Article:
This High, Wild Country: A Celebration of Waterton-Glacier International Peace Park

Glacier-Waterton International Peace Park nestles along the spine of our continent and the U.S.-Canadian border, a Paleolithic landscape now being undermined by global warming. Historian-naturalist Paul Schullery first experienced Waterton-Glacier forty years ago as a young man traveling solo through a landscape overflowing with surprises. Since then he has returned to this magical landscape again and again with his wife and fellow long-time National Park Service employee, artist Marsha Karle, to share the wonders of this unique and threatened landscape. In This High, Wild Country this talented pair take readers on a series of tours crisscrossing the park to reveal wonders that visitors too often view from a distance. Schullery's stories and analysis introduce us to the special character of this landscape and our responsibility to it. Karleís watercolors capture the intricate and subtle details that lend themselves to the areaís stunning beauty, revealing at every turn why we care so much about the future of this high, wild country.

"a lovingly crafted homage to Waterton-Glacier International Peace Park . . . . The accompanying artwork (66 color illustrations, 27 drawings, and a handy map), stunning watercolors worthy of gallery space, nicely balances Schullery's words . . . .Who knew learning could be so fun, so personal, and so handsome?"óBig Sky Journal

Excerpt from This High, Wild Country: A Celebration of Waterton-Glacier International Peace Park, from Chapter Five, "Glacier Ghosts:

As much as I used to like to think of myself as a wilderness kind of guy, I must confess that I'm a typically socialized, commerce-adapted product of my heavily populated world. The older I get, the more I love to wander through the great old park hotels, and I never miss a chance to cruise the visitor centers and museums. Marsha's influence as an expert shopper has even turned me into a passable consumer at the gift shops.

I'm not really here to deny my technological addictions; I am always happily distracted when one of those lovely red buses goes by, and I've never been on a boat of any kind anywhere that I admired more than the venerable "International" that has several times taken me to Goat Haunt at the south end of Waterton Lake. These experiences are all wonderful comforts, as is my ongoing quest for the perfect store-bought huckleberry milkshake.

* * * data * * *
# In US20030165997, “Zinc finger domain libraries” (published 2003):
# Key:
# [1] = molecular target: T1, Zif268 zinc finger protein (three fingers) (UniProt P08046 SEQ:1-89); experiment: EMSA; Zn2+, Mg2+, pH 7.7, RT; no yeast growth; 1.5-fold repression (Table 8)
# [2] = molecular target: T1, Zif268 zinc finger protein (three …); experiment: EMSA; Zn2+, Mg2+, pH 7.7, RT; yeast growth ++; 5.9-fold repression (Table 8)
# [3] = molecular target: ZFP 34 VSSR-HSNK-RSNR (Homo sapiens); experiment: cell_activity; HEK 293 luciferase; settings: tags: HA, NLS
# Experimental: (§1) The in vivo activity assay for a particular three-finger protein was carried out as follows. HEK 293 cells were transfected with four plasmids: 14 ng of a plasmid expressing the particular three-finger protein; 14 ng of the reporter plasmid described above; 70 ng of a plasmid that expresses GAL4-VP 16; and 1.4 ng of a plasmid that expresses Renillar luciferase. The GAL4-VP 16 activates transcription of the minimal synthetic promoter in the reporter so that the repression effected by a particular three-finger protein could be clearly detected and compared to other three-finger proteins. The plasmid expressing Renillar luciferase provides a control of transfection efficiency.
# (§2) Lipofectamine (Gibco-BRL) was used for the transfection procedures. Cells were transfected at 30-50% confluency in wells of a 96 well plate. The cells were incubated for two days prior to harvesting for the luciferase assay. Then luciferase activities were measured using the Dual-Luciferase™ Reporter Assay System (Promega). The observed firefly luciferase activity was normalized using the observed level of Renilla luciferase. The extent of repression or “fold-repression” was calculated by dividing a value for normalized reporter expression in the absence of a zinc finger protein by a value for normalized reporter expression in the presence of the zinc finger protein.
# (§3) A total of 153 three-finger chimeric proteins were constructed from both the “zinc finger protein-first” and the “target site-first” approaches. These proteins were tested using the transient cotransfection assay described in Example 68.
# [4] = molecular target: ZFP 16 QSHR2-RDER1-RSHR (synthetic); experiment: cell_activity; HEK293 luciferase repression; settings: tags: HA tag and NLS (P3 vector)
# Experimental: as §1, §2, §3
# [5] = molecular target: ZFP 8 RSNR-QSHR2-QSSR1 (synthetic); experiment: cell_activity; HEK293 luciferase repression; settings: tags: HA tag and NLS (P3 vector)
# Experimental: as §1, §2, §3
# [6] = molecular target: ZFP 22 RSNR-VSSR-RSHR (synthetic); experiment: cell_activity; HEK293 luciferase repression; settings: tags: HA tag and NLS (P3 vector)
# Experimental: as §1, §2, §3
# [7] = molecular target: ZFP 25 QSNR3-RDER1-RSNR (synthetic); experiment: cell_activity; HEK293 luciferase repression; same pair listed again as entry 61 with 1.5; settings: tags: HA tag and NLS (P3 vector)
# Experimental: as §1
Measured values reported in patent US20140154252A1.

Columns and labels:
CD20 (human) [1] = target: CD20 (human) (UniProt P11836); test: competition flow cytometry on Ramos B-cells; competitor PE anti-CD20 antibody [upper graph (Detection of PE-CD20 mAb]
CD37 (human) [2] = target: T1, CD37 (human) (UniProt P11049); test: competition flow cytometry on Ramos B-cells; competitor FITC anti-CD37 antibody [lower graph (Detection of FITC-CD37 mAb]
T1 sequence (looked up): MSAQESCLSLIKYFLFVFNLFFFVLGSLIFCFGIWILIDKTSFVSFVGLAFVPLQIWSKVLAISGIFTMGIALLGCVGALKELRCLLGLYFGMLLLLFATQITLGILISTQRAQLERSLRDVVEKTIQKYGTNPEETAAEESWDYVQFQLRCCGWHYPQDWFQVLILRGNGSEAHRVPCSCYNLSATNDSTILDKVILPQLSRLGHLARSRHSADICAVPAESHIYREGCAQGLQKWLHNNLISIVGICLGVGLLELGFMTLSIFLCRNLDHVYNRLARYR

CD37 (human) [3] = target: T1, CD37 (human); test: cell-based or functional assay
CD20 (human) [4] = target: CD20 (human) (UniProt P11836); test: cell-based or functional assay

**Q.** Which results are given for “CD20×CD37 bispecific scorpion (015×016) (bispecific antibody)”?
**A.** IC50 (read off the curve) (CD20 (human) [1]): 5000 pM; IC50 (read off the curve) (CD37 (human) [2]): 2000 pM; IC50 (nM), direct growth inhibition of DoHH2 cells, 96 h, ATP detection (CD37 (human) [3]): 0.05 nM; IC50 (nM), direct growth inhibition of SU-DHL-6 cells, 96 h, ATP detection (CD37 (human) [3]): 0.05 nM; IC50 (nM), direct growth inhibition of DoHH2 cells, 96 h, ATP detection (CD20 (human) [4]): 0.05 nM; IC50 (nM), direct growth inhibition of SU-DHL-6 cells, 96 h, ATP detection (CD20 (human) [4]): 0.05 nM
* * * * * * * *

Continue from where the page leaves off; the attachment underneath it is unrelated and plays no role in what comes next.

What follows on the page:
But when Iím out in some isolated place in the parks with a spotting scope or a fly rod or a backpack, I still flinch a little when I hear voices approaching. It has often occurred to me that my aversion to society in these parks is nearly bizarre, considering that as a writer I not only need all those people as an audience, but I am celebrating (and therefore promoting) the very places I enjoy most when I have them to myself.

I certainly didnít have the parking lot at Logan Pass to myself on a darkly overcast late-fall day, with lowering clouds driven hard by a snow-cold west wind. As late in the season as it was, there were still dozens of cars in the parking lot, with people hurrying to and from the shelter of the Visitor Center. A van-load of young hikers pulled into the parking spot next to mine and a tall, leggy young woman hopped out and immediately responded to the dramatic chill by deciding to add a layer. As her companions rooted busily through their stuff for cameras and jackets, she quickly removed her boots and jeans, danced unaffectedly and pinkly around in the icy wind while she extracted a pair of tights from a pack and put them on, and then restored her jeans and boots.

As more people got in and out of their cars, I focused on the distance, scanning the fabulous peakscape of this most famous of Glacier Park passes. To the west, I picked a fast-flying eastbound eagle out of the confusion of grayish sky and snow-patched peaks. The birdís velocity was unbelievable. Outrunning the wind, it crossed over the divide above us and seemed to fast-forward to the east, shrinking smaller and smaller until I lost it in the cross-hatched snow patterns of Heavy Runner Mountain.

It was a moment just between me and the eagle, yet shared with a few others who happened to look up right then, yet entirely missed by many others who didnít happen to be looking up right then (or who were still watching to see what the girl might do next). Those of us who saw the eagle's flight exchanged a few smiles but we didnít say a word to each other, and what could we possibly say to the ones who missed it?

It was not a moment for a camera or quantifying field notes. It was not something that would advance science or yield to analysis. It was not a shared thrill that required social celebration or the rhetorical applause of happy conversation.

It was instead the connection we are, after all, out there seeking, when the door opens for an instant on some greater truthóthe kind of wisdom that eludes us if we try convert into words a thing whose only real value is as untranslated experience.

Come to this high, wild country with your heart open for that, and everything else it has to offer will be yours as well.